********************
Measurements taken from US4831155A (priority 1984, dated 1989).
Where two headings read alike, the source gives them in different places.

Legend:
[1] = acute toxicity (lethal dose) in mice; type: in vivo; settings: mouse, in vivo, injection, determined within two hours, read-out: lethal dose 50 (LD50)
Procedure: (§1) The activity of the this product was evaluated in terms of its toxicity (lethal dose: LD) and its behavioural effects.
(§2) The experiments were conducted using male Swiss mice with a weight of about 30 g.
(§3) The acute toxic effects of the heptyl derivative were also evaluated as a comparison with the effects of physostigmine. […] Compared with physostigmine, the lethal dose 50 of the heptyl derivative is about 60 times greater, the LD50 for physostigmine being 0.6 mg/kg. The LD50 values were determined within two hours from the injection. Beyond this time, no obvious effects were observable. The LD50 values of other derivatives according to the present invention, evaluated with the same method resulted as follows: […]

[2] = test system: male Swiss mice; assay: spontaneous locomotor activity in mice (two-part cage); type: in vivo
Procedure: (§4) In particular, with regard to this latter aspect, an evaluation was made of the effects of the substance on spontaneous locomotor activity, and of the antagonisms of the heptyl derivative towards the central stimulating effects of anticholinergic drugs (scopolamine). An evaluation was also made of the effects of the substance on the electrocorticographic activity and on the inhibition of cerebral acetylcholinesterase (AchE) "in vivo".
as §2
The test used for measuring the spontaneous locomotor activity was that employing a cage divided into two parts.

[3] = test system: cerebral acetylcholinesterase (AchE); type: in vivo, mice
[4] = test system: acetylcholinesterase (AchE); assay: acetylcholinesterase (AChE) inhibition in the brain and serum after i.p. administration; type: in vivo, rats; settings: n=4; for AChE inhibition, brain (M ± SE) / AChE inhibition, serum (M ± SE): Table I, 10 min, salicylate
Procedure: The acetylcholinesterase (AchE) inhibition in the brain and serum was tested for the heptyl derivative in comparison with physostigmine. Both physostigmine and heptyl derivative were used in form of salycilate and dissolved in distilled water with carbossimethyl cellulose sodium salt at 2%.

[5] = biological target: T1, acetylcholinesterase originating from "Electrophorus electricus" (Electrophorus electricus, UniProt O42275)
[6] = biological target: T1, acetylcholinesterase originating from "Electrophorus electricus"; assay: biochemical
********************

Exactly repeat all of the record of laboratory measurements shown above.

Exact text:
Measurements taken from US4831155A (priority 1984, dated 1989).
Where two headings read alike, the source gives them in different places.

Legend:
[1] = acute toxicity (lethal dose) in mice; type: in vivo; settings: mouse, in vivo, injection, determined within two hours, read-out: lethal dose 50 (LD50)
Procedure: (§1) The activity of the this product was evaluated in terms of its toxicity (lethal dose: LD) and its behavioural effects.
(§2) The experiments were conducted using male Swiss mice with a weight of about 30 g.
(§3) The acute toxic effects of the heptyl derivative were also evaluated as a comparison with the effects of physostigmine. […] Compared with physostigmine, the lethal dose 50 of the heptyl derivative is about 60 times greater, the LD50 for physostigmine being 0.6 mg/kg. The LD50 values were determined within two hours from the injection. Beyond this time, no obvious effects were observable. The LD50 values of other derivatives according to the present invention, evaluated with the same method resulted as follows: […]

[2] = test system: male Swiss mice; assay: spontaneous locomotor activity in mice (two-part cage); type: in vivo
Procedure: (§4) In particular, with regard to this latter aspect, an evaluation was made of the effects of the substance on spontaneous locomotor activity, and of the antagonisms of the heptyl derivative towards the central stimulating effects of anticholinergic drugs (scopolamine). An evaluation was also made of the effects of the substance on the electrocorticographic activity and on the inhibition of cerebral acetylcholinesterase (AchE) "in vivo".
as §2
The test used for measuring the spontaneous locomotor activity was that employing a cage divided into two parts.

[3] = test system: cerebral acetylcholinesterase (AchE); type: in vivo, mice
[4] = test system: acetylcholinesterase (AchE); assay: acetylcholinesterase (AChE) inhibition in the brain and serum after i.p. administration; type: in vivo, rats; settings: n=4; for AChE inhibition, brain (M ± SE) / AChE inhibition, serum (M ± SE): Table I, 10 min, salicylate
Procedure: The acetylcholinesterase (AchE) inhibition in the brain and serum was tested for the heptyl derivative in comparison with physostigmine. Both physostigmine and heptyl derivative were used in form of salycilate and dissolved in distilled water with carbossimethyl cellulose sodium salt at 2%.

[5] = biological target: T1, acetylcholinesterase originating from "Electrophorus electricus" (Electrophorus electricus, UniProt O42275)
[6] = biological target: T1, acetylcholinesterase originating from "Electrophorus electricus"; assay: biochemical